pension was $747,200. The pension has matured and is “in pay”,
meaning that the appellant receives monthly payments.
 To satisfy an equalization payment of $313,002, the trial
judge ordered that an application be made to the pension administrator of the Canadian Forces pension to transfer this amount
to the respondent. The appellant would have preferred to pay
the respondent on a monthly basis by having her pension payments split at source. The respondent wanted an immediate
lump-sum transfer. The trial judge held that the Pension Benefits Division Act, S.C. 1992, c. 46, Sch. II (the “PBDA”), under
which the CFSA pension is administered, only allows for a lump-sum division.
 As explained below, I agree with the trial judge’s interpretation of the PBDA — it contains no provision that would enable
the pension administrator to divide monthly payments. Moreover, the trial judge’s order was not precluded by the pension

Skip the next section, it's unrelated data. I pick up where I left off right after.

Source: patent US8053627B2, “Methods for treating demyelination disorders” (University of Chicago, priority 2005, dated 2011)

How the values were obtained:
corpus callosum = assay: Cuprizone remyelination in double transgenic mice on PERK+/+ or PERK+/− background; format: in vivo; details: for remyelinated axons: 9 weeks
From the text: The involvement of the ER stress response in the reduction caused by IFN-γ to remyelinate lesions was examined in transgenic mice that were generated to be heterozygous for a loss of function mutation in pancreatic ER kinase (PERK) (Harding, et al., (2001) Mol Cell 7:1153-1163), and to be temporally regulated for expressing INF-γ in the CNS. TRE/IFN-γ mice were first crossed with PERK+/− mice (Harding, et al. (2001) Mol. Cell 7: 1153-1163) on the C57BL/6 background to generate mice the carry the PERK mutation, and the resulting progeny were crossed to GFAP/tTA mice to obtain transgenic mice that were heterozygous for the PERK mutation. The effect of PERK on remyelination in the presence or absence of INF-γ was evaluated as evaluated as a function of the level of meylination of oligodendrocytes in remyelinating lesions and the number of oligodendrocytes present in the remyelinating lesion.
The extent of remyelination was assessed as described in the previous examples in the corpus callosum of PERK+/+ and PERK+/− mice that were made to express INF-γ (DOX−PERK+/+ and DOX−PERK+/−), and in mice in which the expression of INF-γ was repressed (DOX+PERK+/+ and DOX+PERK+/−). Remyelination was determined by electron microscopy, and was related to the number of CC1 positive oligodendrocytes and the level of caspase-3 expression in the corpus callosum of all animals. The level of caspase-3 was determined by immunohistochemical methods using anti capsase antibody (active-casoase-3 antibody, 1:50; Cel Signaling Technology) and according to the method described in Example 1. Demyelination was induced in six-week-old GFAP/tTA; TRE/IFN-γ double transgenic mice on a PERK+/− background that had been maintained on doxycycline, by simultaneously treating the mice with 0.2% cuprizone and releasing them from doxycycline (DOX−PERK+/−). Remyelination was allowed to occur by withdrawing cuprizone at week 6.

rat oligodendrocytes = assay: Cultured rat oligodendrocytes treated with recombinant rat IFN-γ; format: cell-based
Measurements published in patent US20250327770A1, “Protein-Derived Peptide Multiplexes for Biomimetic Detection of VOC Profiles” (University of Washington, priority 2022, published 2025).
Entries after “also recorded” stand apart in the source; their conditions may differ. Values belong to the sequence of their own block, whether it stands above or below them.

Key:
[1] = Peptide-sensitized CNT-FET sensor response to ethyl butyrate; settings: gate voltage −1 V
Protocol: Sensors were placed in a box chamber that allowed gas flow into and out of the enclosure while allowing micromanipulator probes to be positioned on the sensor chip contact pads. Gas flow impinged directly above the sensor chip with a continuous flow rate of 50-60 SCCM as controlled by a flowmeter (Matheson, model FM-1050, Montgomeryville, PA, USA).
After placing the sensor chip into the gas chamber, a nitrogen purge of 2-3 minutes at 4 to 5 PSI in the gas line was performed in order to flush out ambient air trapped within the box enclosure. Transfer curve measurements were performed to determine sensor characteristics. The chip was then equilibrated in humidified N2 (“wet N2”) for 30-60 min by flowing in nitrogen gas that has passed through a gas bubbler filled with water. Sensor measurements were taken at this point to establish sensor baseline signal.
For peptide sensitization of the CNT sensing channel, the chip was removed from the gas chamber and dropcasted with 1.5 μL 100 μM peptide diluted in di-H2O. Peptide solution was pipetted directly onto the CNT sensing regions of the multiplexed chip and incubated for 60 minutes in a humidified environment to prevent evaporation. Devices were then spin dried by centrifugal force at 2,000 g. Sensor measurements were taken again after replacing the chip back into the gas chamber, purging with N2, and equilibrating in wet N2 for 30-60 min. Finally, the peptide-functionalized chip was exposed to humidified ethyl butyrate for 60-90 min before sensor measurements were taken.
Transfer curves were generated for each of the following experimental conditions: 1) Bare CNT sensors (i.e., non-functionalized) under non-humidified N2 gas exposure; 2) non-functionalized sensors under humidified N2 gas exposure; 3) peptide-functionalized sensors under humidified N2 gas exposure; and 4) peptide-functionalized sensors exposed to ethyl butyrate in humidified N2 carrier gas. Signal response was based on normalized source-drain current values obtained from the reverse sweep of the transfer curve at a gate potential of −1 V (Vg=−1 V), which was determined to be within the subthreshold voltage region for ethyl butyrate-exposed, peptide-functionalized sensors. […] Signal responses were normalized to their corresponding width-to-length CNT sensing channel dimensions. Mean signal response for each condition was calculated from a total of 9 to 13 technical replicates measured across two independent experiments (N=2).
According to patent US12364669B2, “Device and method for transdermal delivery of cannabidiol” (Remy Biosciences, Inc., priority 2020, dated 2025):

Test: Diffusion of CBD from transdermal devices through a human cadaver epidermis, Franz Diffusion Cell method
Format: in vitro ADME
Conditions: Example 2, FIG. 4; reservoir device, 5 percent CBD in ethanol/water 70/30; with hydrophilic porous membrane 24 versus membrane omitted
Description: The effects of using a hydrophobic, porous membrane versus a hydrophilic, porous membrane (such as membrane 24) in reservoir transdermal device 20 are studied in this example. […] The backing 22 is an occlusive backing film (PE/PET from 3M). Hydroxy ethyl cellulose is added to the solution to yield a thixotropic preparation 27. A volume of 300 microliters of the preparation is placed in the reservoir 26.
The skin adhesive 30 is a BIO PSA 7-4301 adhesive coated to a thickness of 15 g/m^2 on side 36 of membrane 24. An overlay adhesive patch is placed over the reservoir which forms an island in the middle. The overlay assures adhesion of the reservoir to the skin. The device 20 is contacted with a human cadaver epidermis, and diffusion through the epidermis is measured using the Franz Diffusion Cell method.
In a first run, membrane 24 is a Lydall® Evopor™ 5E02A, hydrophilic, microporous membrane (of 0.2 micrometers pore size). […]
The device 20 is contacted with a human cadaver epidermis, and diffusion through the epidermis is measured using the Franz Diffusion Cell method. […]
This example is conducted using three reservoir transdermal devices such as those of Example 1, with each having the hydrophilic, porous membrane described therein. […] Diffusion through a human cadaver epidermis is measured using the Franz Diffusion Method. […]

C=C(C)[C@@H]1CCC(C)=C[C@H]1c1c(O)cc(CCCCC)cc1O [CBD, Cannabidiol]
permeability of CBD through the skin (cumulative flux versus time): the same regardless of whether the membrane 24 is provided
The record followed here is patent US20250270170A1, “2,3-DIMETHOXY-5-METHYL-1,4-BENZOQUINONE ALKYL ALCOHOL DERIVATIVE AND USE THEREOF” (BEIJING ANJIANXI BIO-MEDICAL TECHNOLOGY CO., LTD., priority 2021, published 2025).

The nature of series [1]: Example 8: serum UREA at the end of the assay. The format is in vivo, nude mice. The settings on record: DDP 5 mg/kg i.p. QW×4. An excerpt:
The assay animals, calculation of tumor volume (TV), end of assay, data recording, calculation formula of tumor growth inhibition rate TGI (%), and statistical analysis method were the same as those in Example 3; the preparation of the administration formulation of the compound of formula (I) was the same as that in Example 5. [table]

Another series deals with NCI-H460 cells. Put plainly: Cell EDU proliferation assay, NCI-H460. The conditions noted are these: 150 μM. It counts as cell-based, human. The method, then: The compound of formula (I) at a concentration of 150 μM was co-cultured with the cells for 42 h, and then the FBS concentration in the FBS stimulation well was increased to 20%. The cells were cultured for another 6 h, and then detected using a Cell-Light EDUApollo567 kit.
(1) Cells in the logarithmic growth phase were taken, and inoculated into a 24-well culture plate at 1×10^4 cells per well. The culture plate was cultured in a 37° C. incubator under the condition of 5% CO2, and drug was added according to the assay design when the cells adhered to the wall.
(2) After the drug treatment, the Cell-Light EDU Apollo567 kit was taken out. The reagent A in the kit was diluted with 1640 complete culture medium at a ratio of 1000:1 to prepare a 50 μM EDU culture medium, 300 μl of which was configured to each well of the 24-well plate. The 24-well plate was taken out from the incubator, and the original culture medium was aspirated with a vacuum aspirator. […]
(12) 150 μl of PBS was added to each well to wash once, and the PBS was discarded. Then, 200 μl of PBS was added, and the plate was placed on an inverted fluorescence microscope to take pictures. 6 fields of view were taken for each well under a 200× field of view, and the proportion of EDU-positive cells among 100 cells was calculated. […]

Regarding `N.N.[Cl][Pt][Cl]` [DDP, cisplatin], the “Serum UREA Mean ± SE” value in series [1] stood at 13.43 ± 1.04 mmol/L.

division provisions of the FLA. I would dismiss the appeal.
B. The Facts
(1) The parties
 The parties are both in their 50s. They cohabited for three
years before marrying in 1994. They separated in July of 2013.
They have three children who were aged 21, 19 and 17 at the
time of trial.
 The appellant was the primary income-earner during the
marriage. She joined the Canadian Forces before she married
the respondent. She retired in 2008 and started drawing her
Canadian Forces pension. The appellant now enjoys success as
a financial planner/advisor with the Royal Bank of Canada.
She has pensions from the Royal Bank Pension Plan and RBC
Dominion Securities Pension Plan, but they have yet to mature.
 During the relationship, the respondent qualified as
a teacher. He became a substitute teacher in 2005, and then
a permanent, full-time teacher in 2011.
(2) Proceedings at trial
 The parties were able to settle many of the issues arising
from the breakdown of their marriage. They went to trial to
resolve questions of child support, special expenses and property
issues. This appeal is only concerned with the division of the
appellant’s Canadian Forces pension.
 In ascertaining the value of this pension, the parties relied
upon a letter sent to the appellant by National Defence. This
letter, dated August 28, 2014, is significant because it also